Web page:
Finally she says, “She used to love coming here. She wouldn’t go on any of the rides, though. She’d just watch me.” Sloane’s lips twitch in the first sign of a smile that I’ve seen.

  I move closer to her. “Sloane, do you think it’s possible that your nana was telling you that she’s always with you, whether you’re here in Disney World or at home?”

  Sloane tilts her head slightly, looking up at me.

  “Maybe it was her way of letting you know she’ll always be inside your heart.”

  Sloane thinks for a few seconds and then nods. Her face brightens.

  I smile. “You’re a lucky girl to have a nana who loves you so much.”

  Sloane smiles for real now and reaches for me to help her out from under the counter.

  “There’s someone outside waiting to give all little girls named Sloane some cotton candy.” The words are barely out of my mouth when she runs out of the bathroom. That girl might have a future on the track team.

  When I get back out into the bright sunlight, I see Sloane holding my dad’s hand, dragging him toward the cotton candy stand like nothing was ever wrong. He turns to look at me over his shoulder. He’s beaming. Zoey points frantically at her watch.

  I wave goodbye to my dad and Sloane as Megan grabs onto my t-shirt and yanks. We take off in a run down the center of Main Street.

  “I’m really sorry I made us lose so much time,” I say, huffing.

  “Don’t worry about it,” Katy says. “You were only gone six minutes.”

  “Really? It felt longer.”

  “Whatever you said must have worked.”

  “I guess so. Did my dad say anything to you guys while I was in there?”

  The three of them exchange glances. “Not really,” Megan says. “Just some stuff about working here always being a dream of his.”

  “Really? He never mentioned anything like this before.” As I say it, I remember our talk on the way to my driver’s test. All that stuff about following your dreams. I guess he was just waiting for the right moment to tell me. But the moment found itself, instead.

  We hurry through the exit turnstiles and Katy squeezes my arm. “Helping kids seems like a pretty cool job to me.”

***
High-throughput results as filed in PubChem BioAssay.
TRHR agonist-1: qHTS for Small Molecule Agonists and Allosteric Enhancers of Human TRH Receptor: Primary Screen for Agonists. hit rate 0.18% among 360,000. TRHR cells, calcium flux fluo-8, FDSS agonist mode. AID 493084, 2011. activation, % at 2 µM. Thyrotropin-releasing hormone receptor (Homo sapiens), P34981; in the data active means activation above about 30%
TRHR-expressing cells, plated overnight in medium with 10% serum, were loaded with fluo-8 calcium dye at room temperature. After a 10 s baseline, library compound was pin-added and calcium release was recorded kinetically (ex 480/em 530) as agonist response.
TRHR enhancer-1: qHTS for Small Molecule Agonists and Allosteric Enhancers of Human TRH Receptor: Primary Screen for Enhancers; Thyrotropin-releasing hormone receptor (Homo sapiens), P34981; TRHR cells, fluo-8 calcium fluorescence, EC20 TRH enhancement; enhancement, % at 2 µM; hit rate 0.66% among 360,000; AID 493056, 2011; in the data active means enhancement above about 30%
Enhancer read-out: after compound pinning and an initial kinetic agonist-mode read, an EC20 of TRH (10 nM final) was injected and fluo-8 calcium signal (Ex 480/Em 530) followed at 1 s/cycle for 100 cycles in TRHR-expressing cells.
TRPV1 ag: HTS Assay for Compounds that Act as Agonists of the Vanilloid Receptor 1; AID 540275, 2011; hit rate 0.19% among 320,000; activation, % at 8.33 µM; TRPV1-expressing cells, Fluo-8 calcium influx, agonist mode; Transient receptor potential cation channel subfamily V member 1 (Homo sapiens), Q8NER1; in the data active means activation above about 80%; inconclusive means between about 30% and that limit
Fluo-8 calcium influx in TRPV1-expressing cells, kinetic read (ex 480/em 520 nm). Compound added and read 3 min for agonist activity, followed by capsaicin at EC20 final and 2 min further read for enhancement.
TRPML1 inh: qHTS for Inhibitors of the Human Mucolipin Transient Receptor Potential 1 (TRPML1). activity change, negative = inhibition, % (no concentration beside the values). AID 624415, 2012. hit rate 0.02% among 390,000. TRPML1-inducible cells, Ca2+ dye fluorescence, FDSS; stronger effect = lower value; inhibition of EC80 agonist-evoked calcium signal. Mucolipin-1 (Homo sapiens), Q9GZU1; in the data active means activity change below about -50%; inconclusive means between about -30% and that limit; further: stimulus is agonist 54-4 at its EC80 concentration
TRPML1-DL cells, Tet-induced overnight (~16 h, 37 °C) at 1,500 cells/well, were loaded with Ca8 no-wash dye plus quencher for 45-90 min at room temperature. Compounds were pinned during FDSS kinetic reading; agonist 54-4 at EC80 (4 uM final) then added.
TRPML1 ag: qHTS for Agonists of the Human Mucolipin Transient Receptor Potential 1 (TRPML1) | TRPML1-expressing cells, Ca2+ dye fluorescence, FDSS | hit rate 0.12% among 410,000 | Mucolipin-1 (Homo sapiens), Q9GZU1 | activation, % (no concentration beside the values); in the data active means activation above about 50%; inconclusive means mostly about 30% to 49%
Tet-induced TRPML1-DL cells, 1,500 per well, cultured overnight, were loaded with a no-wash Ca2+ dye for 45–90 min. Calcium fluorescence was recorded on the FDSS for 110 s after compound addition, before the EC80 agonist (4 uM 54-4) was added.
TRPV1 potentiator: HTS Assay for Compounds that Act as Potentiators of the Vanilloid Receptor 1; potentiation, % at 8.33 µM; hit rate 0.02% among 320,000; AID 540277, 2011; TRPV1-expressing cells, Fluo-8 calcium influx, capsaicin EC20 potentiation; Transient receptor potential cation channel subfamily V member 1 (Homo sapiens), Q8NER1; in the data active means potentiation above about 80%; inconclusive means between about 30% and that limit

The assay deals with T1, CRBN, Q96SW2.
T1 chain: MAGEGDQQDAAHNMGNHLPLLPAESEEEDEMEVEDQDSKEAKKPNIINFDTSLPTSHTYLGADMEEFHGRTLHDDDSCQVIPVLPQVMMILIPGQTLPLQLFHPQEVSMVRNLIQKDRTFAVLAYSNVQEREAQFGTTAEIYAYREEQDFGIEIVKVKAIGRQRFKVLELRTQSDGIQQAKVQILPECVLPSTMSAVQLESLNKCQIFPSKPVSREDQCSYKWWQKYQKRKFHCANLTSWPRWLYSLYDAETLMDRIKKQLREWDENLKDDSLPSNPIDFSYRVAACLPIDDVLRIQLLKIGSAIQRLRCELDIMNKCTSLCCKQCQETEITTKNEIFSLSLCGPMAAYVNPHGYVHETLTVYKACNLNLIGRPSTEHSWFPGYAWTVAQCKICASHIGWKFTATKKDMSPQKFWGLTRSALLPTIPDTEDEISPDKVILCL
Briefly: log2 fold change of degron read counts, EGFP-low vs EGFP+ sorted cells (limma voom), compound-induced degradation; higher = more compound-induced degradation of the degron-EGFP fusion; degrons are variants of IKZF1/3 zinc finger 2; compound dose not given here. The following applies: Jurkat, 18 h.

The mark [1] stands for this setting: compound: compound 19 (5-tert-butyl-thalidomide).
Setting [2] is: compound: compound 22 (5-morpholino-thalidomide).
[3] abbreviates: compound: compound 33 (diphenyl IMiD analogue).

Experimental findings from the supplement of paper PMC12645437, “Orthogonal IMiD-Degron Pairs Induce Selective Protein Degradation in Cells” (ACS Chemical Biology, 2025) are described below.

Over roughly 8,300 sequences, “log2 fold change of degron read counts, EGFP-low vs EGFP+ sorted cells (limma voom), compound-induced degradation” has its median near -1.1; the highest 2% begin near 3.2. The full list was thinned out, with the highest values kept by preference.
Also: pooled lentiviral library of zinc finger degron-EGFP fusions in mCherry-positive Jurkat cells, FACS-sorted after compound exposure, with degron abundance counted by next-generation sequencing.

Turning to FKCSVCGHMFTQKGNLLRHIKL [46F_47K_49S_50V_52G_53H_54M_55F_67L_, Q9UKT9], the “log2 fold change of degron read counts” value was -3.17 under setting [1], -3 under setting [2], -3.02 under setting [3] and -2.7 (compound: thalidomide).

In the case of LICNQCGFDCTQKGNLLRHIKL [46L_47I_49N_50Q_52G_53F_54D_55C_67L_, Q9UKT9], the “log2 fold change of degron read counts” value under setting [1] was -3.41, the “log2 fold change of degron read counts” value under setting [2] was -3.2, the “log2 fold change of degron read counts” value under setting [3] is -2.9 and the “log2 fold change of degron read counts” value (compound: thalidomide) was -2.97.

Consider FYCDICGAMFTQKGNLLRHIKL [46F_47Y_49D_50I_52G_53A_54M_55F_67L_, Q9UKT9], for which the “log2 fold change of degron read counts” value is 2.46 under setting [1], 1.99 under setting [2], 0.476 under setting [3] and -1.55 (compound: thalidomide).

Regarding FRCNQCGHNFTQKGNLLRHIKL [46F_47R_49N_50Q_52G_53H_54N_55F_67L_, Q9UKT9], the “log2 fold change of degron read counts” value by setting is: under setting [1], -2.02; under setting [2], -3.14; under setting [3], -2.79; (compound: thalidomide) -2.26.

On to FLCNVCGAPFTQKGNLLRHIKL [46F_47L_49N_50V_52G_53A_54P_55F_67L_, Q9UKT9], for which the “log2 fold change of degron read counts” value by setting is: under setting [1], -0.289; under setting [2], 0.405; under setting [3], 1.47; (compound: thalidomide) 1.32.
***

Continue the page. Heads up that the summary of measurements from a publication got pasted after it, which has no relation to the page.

I smile gratefully. Yeah, it really is a pretty cool job. It feels nice to know that after the first few minutes in there, I hadn’t been acting anymore.

  As we head into the parking lot, four girls I recognize from my gym class run past us. Two of them have big knapsacks on their backs, filled to the brim. Megan says, “What, are they afraid to leave their stuff in the car?”

  I can’t help being a bit jealous. “It looks like they have a lot of things already.”

  “Hey, at least they won’t find any menus at Donald’s Hot Dog Hut,” Zoey says.

  “You think we should warn them?” Katy asks. We all look at her like she has two heads. “Just kidding,” she says. As we approach the car she checks her list. “What are we going to do about the two identical organic things?”

  “How about two rocks?” Zoey suggests. “Or leaves?”

  We look down at the asphalt. Every pebble we pick up is slightly different.

  “I know!” I say loudly, asserting my new feeling of being capable. “We’ll get the Davis twins! They’re identical and organic!”

  “Interesting!” Megan says, her eyes lighting up. “Think of all the bonus points for creativity. I can see us now, introducing videos on MTV, rubbing shoulders with all the famous people...”

  “But we can’t have more people join our team,” Katy points out.

  “They won’t have to join,” I say. “They’ll just be two more items on the list. We’ll make sure they don’t help us.”

  “What if they’re on the scavenger hunt too?”

  “We won’t know unless we try.”

  She agrees, and we hop in the car and head back out to the main part of town. Megan says she knows where the Davis boys live because they are on her bus route. We pull in front of the house an